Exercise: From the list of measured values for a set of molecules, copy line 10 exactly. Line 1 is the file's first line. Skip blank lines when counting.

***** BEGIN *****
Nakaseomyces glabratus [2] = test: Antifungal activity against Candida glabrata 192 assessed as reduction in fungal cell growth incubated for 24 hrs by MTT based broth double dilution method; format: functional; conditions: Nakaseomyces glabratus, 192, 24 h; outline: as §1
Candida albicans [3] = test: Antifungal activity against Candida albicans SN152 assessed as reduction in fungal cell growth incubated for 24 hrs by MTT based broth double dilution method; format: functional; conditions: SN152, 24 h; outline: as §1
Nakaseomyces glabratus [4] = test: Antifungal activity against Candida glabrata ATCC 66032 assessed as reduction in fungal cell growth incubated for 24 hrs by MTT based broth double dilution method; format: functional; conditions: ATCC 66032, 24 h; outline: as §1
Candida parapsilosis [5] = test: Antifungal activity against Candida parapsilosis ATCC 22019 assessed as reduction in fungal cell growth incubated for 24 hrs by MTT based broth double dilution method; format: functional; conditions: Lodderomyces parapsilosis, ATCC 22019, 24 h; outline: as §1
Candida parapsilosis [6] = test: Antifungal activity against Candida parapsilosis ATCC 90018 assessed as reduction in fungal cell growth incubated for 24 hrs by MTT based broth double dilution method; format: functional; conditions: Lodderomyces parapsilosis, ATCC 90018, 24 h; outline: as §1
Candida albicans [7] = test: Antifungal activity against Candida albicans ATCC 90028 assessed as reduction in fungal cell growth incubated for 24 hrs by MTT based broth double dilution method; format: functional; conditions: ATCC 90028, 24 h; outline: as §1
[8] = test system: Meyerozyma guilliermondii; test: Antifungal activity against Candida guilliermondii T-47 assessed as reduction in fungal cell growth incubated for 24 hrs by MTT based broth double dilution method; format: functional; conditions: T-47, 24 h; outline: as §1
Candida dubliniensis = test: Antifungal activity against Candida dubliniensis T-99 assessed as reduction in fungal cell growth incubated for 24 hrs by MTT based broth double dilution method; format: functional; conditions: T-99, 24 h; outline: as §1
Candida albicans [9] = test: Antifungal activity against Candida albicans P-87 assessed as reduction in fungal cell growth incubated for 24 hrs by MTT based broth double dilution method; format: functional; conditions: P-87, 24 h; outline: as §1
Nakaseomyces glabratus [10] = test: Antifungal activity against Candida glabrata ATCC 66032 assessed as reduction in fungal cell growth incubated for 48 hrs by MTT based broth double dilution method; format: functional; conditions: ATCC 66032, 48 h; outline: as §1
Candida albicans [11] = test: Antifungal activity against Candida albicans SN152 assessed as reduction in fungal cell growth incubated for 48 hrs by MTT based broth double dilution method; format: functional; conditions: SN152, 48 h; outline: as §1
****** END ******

Nakaseomyces glabratus [10] = test: Antifungal activity against Candida glabrata ATCC 66032 assessed as reduction in fungal cell growth incubated for 48 hrs by MTT based broth double dilution method; format: functional; conditions: ATCC 66032, 48 h; outline: as §1